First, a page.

situation induced in him not so much a sense of power
as childlike amusement. RNG, the prankster, privately
laughed his head off at the discomfiture of his editors.
His razor-sharp mind, a capacity to gauge even the most
complicated characters in a jiffy, extraordinary courage,
resided quite comfortably with the child inside him,
naive and sometimes very lonely.
of his angularities could be put down to his relatively
humble background. He was born in Darbhanga district
of Bihar. One of the great ironies in the life was that
the founder of the largest English language chain --
it is another matter that each edition of The Indian
Express had an attached regional language edition --
was appointed a life trustee of the Hindi Prachar Sabha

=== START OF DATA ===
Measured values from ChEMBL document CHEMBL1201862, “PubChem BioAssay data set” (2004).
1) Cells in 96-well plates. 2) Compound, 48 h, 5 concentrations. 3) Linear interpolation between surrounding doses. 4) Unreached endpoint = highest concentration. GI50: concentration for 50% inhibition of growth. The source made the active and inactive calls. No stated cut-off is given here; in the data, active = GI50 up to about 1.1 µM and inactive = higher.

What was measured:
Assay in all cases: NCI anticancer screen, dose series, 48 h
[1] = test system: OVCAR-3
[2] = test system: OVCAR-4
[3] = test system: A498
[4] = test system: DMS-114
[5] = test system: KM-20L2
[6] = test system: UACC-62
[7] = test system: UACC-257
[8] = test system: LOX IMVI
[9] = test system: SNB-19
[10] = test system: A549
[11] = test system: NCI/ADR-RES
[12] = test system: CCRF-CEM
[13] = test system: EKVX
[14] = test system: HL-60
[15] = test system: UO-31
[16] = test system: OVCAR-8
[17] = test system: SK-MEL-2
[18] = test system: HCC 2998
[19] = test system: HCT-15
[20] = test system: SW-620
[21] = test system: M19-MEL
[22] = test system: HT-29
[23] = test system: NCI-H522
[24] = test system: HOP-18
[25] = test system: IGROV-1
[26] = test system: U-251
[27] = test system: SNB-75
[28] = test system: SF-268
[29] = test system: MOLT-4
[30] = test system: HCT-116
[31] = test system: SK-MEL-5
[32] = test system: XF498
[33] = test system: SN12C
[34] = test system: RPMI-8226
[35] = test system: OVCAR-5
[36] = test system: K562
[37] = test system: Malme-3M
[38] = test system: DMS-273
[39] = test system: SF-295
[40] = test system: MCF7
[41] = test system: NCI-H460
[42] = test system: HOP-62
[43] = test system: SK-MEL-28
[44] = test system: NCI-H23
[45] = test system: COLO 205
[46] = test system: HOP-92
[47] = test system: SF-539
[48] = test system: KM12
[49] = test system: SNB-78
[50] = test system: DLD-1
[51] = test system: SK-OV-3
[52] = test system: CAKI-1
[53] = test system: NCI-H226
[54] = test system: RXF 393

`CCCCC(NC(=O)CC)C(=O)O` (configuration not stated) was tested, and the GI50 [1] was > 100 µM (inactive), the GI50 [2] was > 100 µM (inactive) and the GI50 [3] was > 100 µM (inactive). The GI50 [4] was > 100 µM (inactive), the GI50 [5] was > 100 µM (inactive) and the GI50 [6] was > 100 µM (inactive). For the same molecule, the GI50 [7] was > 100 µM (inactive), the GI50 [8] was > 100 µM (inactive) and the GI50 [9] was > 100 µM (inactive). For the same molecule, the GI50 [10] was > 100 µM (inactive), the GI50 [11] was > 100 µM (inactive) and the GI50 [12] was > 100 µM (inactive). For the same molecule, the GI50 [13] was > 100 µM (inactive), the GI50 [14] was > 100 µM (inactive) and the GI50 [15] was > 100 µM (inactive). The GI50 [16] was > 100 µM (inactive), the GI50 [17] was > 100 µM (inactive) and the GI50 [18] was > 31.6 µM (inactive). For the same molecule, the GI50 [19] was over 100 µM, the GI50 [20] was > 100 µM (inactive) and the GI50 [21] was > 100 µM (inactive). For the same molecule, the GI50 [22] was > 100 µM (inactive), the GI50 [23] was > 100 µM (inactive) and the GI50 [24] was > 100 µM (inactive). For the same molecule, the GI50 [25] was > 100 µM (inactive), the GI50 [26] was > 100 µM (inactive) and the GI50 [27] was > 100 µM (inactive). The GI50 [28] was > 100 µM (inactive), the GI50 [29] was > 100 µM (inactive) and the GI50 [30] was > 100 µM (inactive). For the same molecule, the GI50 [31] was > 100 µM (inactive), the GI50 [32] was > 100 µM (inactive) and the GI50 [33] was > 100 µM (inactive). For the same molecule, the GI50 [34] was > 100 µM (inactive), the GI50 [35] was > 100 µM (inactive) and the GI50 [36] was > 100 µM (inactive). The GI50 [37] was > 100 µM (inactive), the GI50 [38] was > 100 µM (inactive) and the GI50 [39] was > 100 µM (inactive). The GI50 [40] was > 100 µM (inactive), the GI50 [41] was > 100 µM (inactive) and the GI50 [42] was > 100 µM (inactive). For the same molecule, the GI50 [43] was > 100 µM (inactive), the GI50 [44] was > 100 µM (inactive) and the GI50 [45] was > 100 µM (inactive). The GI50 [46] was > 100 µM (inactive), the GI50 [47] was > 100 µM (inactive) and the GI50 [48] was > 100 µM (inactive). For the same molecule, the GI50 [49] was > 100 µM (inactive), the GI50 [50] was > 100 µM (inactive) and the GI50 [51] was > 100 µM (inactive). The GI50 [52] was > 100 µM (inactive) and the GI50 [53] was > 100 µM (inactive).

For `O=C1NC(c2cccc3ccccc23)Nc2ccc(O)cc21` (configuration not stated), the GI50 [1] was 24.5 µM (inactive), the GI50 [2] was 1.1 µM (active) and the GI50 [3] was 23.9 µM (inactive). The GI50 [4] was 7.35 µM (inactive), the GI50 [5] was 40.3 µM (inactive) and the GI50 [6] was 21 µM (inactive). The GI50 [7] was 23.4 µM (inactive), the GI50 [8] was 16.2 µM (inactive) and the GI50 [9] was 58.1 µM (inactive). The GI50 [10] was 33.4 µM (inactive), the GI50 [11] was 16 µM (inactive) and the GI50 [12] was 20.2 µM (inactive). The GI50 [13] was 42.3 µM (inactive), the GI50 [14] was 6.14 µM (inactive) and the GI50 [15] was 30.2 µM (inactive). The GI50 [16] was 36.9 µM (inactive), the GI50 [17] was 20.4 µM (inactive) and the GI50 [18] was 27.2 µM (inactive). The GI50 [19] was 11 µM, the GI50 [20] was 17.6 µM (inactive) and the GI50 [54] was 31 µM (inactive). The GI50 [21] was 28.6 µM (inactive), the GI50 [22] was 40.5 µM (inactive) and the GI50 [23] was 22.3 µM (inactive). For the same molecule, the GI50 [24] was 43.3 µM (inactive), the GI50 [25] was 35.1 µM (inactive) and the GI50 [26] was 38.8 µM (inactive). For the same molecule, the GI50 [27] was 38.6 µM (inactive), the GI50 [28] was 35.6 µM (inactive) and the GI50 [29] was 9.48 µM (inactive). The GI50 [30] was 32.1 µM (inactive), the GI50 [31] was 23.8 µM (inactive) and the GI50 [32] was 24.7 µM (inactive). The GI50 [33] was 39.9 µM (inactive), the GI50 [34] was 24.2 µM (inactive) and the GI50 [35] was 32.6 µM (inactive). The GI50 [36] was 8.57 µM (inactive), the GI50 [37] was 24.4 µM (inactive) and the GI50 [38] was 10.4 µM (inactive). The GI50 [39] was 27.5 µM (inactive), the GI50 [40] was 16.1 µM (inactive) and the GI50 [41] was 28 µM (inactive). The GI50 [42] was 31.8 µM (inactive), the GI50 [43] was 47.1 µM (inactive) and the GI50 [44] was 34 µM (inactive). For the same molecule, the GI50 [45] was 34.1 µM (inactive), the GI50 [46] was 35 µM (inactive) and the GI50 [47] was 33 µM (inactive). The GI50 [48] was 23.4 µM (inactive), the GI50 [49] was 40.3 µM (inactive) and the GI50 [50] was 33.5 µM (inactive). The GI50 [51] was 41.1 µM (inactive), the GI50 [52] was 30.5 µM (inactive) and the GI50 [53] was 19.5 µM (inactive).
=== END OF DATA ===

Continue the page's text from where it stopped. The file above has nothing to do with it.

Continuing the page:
when still in his 20s. At 22, he was nominated by the
British government to the membership of the Madras Legislative
Council. In 1932 he embarked on The Indian Express.
defining moment in RNG's life was the Emergency. That
is when he fought on an epic scale like someone whose
place in posterity was assured. It is conceivable that
during this combat a personal element crept into his
even otherwise combative attitude towards Mrs Gandhi.
Jawaharlal Nehru had asked him to employ Feroz Gandhi
and he was brought in as general manager. That Feroz
was Sonia Gandhi's father-in-law just shows the complicated,
cavernous ways in which contemporary public life in
India is still tied up with Ramnath Goenka.
editor of The Indian Express in Chennai. Saeed
Naqvi is a columnist and TV personality.